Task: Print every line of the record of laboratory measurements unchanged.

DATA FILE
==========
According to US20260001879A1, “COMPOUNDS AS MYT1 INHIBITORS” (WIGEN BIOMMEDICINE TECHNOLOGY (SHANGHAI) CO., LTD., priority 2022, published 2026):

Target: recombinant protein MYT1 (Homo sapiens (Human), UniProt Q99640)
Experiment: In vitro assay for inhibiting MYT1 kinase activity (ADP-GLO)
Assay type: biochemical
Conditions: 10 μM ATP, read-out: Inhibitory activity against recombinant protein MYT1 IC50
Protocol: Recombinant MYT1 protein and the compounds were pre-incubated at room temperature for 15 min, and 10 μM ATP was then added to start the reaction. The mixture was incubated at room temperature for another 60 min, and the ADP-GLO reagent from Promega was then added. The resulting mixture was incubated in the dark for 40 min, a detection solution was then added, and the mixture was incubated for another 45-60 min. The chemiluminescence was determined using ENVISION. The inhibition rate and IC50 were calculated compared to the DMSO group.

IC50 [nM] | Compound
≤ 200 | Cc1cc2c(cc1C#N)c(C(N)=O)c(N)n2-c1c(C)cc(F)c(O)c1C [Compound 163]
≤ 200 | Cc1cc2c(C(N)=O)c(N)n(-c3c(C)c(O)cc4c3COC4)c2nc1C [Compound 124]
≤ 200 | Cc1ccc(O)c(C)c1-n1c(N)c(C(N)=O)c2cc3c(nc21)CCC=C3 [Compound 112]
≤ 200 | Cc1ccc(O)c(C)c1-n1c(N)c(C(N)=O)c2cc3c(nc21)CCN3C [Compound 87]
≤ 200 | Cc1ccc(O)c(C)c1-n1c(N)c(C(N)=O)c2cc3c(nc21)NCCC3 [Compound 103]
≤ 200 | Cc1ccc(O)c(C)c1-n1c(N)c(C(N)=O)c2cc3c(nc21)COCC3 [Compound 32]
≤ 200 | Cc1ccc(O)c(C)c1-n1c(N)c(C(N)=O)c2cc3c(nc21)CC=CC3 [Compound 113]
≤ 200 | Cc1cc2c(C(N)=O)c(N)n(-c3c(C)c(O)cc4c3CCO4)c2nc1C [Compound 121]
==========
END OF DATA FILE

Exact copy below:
According to US20260001879A1, “COMPOUNDS AS MYT1 INHIBITORS” (WIGEN BIOMMEDICINE TECHNOLOGY (SHANGHAI) CO., LTD., priority 2022, published 2026):

Target: recombinant protein MYT1 (Homo sapiens (Human), UniProt Q99640)
Experiment: In vitro assay for inhibiting MYT1 kinase activity (ADP-GLO)
Assay type: biochemical
Conditions: 10 μM ATP, read-out: Inhibitory activity against recombinant protein MYT1 IC50
Protocol: Recombinant MYT1 protein and the compounds were pre-incubated at room temperature for 15 min, and 10 μM ATP was then added to start the reaction. The mixture was incubated at room temperature for another 60 min, and the ADP-GLO reagent from Promega was then added. The resulting mixture was incubated in the dark for 40 min, a detection solution was then added, and the mixture was incubated for another 45-60 min. The chemiluminescence was determined using ENVISION. The inhibition rate and IC50 were calculated compared to the DMSO group.

IC50 [nM] | Compound
≤ 200 | Cc1cc2c(cc1C#N)c(C(N)=O)c(N)n2-c1c(C)cc(F)c(O)c1C [Compound 163]
≤ 200 | Cc1cc2c(C(N)=O)c(N)n(-c3c(C)c(O)cc4c3COC4)c2nc1C [Compound 124]
≤ 200 | Cc1ccc(O)c(C)c1-n1c(N)c(C(N)=O)c2cc3c(nc21)CCC=C3 [Compound 112]
≤ 200 | Cc1ccc(O)c(C)c1-n1c(N)c(C(N)=O)c2cc3c(nc21)CCN3C [Compound 87]
≤ 200 | Cc1ccc(O)c(C)c1-n1c(N)c(C(N)=O)c2cc3c(nc21)NCCC3 [Compound 103]
≤ 200 | Cc1ccc(O)c(C)c1-n1c(N)c(C(N)=O)c2cc3c(nc21)COCC3 [Compound 32]
≤ 200 | Cc1ccc(O)c(C)c1-n1c(N)c(C(N)=O)c2cc3c(nc21)CC=CC3 [Compound 113]
≤ 200 | Cc1cc2c(C(N)=O)c(N)n(-c3c(C)c(O)cc4c3CCO4)c2nc1C [Compound 121]